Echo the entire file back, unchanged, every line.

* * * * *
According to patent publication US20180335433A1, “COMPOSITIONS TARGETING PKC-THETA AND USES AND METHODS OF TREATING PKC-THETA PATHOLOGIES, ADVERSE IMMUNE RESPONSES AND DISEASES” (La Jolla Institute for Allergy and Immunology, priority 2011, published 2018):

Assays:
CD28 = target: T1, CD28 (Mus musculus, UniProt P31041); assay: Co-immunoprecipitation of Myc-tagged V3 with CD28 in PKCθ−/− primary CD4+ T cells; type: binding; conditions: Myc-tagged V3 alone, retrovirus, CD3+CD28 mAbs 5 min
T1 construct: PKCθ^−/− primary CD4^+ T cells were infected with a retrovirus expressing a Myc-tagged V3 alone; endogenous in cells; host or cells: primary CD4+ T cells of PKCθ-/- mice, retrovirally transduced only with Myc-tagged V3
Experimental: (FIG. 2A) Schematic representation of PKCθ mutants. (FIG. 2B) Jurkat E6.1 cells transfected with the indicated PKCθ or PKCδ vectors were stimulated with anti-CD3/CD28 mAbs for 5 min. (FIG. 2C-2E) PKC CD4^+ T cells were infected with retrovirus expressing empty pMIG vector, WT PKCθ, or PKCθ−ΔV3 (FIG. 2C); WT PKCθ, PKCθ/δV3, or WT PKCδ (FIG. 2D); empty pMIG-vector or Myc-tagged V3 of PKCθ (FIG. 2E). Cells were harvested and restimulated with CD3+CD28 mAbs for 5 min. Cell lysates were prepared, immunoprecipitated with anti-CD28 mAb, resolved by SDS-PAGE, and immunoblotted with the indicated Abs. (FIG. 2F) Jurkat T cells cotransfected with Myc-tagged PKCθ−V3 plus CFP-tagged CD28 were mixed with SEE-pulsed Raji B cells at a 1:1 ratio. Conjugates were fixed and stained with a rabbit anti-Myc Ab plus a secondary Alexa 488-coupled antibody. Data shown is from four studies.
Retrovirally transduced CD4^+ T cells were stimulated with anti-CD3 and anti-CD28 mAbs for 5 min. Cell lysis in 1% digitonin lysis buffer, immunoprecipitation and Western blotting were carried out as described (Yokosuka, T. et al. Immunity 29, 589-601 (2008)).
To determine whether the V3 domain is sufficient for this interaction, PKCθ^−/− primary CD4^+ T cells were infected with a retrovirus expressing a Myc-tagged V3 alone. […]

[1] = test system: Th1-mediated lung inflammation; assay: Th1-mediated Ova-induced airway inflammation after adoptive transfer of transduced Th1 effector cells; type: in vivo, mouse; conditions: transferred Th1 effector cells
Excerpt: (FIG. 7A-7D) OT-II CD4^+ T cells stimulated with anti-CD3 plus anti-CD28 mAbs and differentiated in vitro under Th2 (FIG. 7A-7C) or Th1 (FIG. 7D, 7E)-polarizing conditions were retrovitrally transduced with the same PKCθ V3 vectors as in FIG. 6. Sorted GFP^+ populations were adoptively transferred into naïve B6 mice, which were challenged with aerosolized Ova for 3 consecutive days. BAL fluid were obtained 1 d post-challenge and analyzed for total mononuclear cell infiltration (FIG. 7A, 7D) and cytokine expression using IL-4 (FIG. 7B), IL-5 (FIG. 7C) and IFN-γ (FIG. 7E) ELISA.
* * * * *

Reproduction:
According to patent publication US20180335433A1, “COMPOSITIONS TARGETING PKC-THETA AND USES AND METHODS OF TREATING PKC-THETA PATHOLOGIES, ADVERSE IMMUNE RESPONSES AND DISEASES” (La Jolla Institute for Allergy and Immunology, priority 2011, published 2018):

Assays:
CD28 = target: T1, CD28 (Mus musculus, UniProt P31041); assay: Co-immunoprecipitation of Myc-tagged V3 with CD28 in PKCθ−/− primary CD4+ T cells; type: binding; conditions: Myc-tagged V3 alone, retrovirus, CD3+CD28 mAbs 5 min
T1 construct: PKCθ^−/− primary CD4^+ T cells were infected with a retrovirus expressing a Myc-tagged V3 alone; endogenous in cells; host or cells: primary CD4+ T cells of PKCθ-/- mice, retrovirally transduced only with Myc-tagged V3
Experimental: (FIG. 2A) Schematic representation of PKCθ mutants. (FIG. 2B) Jurkat E6.1 cells transfected with the indicated PKCθ or PKCδ vectors were stimulated with anti-CD3/CD28 mAbs for 5 min. (FIG. 2C-2E) PKC CD4^+ T cells were infected with retrovirus expressing empty pMIG vector, WT PKCθ, or PKCθ−ΔV3 (FIG. 2C); WT PKCθ, PKCθ/δV3, or WT PKCδ (FIG. 2D); empty pMIG-vector or Myc-tagged V3 of PKCθ (FIG. 2E). Cells were harvested and restimulated with CD3+CD28 mAbs for 5 min. Cell lysates were prepared, immunoprecipitated with anti-CD28 mAb, resolved by SDS-PAGE, and immunoblotted with the indicated Abs. (FIG. 2F) Jurkat T cells cotransfected with Myc-tagged PKCθ−V3 plus CFP-tagged CD28 were mixed with SEE-pulsed Raji B cells at a 1:1 ratio. Conjugates were fixed and stained with a rabbit anti-Myc Ab plus a secondary Alexa 488-coupled antibody. Data shown is from four studies.
Retrovirally transduced CD4^+ T cells were stimulated with anti-CD3 and anti-CD28 mAbs for 5 min. Cell lysis in 1% digitonin lysis buffer, immunoprecipitation and Western blotting were carried out as described (Yokosuka, T. et al. Immunity 29, 589-601 (2008)).
To determine whether the V3 domain is sufficient for this interaction, PKCθ^−/− primary CD4^+ T cells were infected with a retrovirus expressing a Myc-tagged V3 alone. […]

[1] = test system: Th1-mediated lung inflammation; assay: Th1-mediated Ova-induced airway inflammation after adoptive transfer of transduced Th1 effector cells; type: in vivo, mouse; conditions: transferred Th1 effector cells
Excerpt: (FIG. 7A-7D) OT-II CD4^+ T cells stimulated with anti-CD3 plus anti-CD28 mAbs and differentiated in vitro under Th2 (FIG. 7A-7C) or Th1 (FIG. 7D, 7E)-polarizing conditions were retrovitrally transduced with the same PKCθ V3 vectors as in FIG. 6. Sorted GFP^+ populations were adoptively transferred into naïve B6 mice, which were challenged with aerosolized Ova for 3 consecutive days. BAL fluid were obtained 1 d post-challenge and analyzed for total mononuclear cell infiltration (FIG. 7A, 7D) and cytokine expression using IL-4 (FIG. 7B), IL-5 (FIG. 7C) and IFN-γ (FIG. 7E) ELISA.